• Chinese rail car purchases. Perhaps the biggest unexpected surprise of this cycle was the House bill’s section 165, which prevents any Federal Transit Administration funding in 2019 from being used to purchase any infrastructure equipment from companies owned or subsidized by the government of the People’s Republic of China. This provision was clearly meant to include mass transit rail cars made by the government-owned CRRC company and may also apply to electric buses made by the BYD company, which is apparently not government-owned but which may receive some Chinese government subsidies that may trigger the proviso as well. The Senate bill does not contain any similar language (though see below for other China-related provisions). This provision may be negotiated alongside other anti-CRRC language in the Senate’s overseas investment bill (see language starting in the middle of page 156, here).
  • USDOT political appointee limit. Starting in the mid-1980s, the USDOT Appropriations Act has contained a limitation on the total number of political appointees at the Department. After the Appropriations subcommittee jurisdiction was reshuffled to put DOT in the same bill as other agencies (currently HUD). DOT still carries the limitation on political appointees eve though other departments funded by the bill do not. And most other annual appropriations bills do not put such ceilings on political appointees, either. When Transportation Secretary Chao first found out about the current limit (110 political appointees) during the Trump transition, after serving as Secretary of Labor (where there was no such cap), she asked Congress to remove the ceiling. The FY 2018 House-passed bill removed the ceiling, but the Senate did not, and the Senate won in conference. This year, the House has no limit but the Senate bill (in section 183) continues the 110-appointee limit. Whether or not the provision is lifted looks to be decided by how popular USDOT is when the appropriators decide this issue later this year.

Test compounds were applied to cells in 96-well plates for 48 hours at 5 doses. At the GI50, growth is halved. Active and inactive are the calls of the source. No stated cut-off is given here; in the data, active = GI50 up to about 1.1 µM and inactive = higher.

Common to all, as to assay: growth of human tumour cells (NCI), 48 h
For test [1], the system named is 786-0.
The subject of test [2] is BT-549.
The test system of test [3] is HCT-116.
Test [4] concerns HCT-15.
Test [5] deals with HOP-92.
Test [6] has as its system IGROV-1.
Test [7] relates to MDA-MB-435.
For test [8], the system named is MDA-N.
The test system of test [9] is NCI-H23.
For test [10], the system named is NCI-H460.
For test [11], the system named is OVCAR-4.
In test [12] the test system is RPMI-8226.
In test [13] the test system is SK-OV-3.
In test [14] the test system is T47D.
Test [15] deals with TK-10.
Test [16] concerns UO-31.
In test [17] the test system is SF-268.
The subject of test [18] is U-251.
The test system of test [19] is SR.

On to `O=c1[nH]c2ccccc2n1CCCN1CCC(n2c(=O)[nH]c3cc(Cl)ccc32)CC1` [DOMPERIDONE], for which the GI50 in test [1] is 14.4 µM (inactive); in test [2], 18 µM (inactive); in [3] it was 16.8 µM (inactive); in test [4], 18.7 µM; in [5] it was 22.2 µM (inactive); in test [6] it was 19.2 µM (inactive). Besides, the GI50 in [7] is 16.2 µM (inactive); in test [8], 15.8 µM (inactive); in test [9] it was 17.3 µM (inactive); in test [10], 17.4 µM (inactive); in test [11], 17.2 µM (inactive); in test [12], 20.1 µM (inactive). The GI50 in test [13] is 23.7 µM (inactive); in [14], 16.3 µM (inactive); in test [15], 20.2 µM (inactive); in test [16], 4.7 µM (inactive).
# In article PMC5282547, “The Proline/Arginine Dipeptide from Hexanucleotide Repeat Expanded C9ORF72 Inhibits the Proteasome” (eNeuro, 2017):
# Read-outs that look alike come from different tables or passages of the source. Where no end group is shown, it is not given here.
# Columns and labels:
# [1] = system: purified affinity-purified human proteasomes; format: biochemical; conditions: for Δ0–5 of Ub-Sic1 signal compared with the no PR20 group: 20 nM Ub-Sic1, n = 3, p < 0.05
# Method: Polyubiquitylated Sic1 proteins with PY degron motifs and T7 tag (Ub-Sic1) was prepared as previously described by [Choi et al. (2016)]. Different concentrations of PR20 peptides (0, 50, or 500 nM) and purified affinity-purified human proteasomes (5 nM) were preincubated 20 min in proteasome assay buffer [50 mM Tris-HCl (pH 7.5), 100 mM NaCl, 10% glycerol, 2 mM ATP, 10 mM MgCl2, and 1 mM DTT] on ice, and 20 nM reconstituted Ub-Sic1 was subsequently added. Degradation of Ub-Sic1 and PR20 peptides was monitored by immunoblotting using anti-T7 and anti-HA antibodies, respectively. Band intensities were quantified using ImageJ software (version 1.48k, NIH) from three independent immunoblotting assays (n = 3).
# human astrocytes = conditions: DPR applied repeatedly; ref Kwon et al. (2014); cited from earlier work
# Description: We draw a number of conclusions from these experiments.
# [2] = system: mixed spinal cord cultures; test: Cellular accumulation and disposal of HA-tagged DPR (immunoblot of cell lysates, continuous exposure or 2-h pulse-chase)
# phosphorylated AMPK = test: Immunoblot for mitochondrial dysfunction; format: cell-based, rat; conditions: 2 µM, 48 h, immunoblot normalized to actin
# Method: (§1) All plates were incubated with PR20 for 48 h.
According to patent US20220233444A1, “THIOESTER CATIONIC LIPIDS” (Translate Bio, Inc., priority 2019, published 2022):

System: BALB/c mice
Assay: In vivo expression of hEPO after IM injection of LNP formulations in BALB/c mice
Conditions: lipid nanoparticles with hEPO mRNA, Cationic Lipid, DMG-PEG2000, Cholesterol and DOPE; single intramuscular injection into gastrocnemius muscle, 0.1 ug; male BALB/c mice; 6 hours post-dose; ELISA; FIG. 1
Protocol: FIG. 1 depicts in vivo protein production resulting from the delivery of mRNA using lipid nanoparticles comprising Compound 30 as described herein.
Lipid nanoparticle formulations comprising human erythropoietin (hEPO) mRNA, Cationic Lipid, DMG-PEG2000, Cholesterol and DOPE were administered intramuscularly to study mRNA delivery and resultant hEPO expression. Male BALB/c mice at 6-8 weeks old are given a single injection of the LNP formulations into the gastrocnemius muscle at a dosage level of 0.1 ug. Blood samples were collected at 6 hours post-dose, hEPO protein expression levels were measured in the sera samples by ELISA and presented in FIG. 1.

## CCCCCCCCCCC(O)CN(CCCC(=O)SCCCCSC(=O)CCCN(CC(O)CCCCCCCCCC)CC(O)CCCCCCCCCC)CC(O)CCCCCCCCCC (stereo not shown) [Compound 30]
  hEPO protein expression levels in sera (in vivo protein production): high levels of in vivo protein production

• DOT and HUD vehicle purchases. The Senate bill (in section 416) prohibits DOT and HUD from using any FY 2019 funding for buying automobiles unless those cars are compliance with the Obama Administration’s May 2011 requirement that all new vehicles starting in 2015 be all new light duty vehicles leased or purchased by agencies must be alternative fueled vehicles, such as hybrid or electric, compressed natural gas, or biofuel. The House bill has no such provision.
  • Contractor incentive bonuses. The Senate bill (in section 419) prevents DOT and HUD from using any FY 2019 funding for “award or incentive fees for contractors whose performance has been judged to be below satisfactory, behind schedule, over budget, or has failed to meet the basic requirements of a contract” unless the department has decided to give them a mulligan. The House bill has no such provision.
  • Huawei/ZTE. The Senate bill (in section 420) contains a provision not echoed in the House bill restricting purchases from Chinese telco companies Huawei and ZTE. This is not echoed in the House bill, but is likely to be settled by the Trump Administration in its perambulations on this issue before the final 2019 appropriations language is finalized.

General Provisions Applicable to USDOT in the FY 2019 Appropriations Bills

FY 2018 FY 2019 FY 2019
Public Law House Bill Senate Bill
Section Section Section
Office of the Secretary
No reimbursable agreements w/o Congress. approval 101 101 101
Public notice of Credit Council meetings 102 102 102
Transportation fringe benefits from WCF 103 103 103
Federal Aviation Administration
Limit CAASD to 600 staff-years during FY16 110 110 110
FAA must pay market rent to airport sponsors for facility use 111 111 111
Borrowing authority from oversight fees for EAS 112 112 112
Fees from foreign aviation authorities merged with FAA appropriations 113 113 113
No FAA premium pay unless work actually performed 114 114 114
No FAA money to purchase gift cards or gift certificates 115 115 115
DOT OST must approve all FAA retention bonuses 116 116 116
Requests to block tail # ID tracking must be approved 117 117 117
Cap number of FAA employees during the FY 118 118 118
No increased fees for FAA charts without justification to Appropriations 119 119 119
Appropriations gets 90 days notice before closing regional ops centers 119A 119A 119A
No changing weight or permission rules at Teterboro Airport 119B 119B 119B
FAA must process all pending contract tower applications 119C 119C 119C
No funds to limit ODA delegation functions 119D 119D 119D
Restrict AIP funds for snow equipment storage buildings No 119E 119E
$3.5M AIP set-aside for Secret Service TFR airports No in AIP graf 119F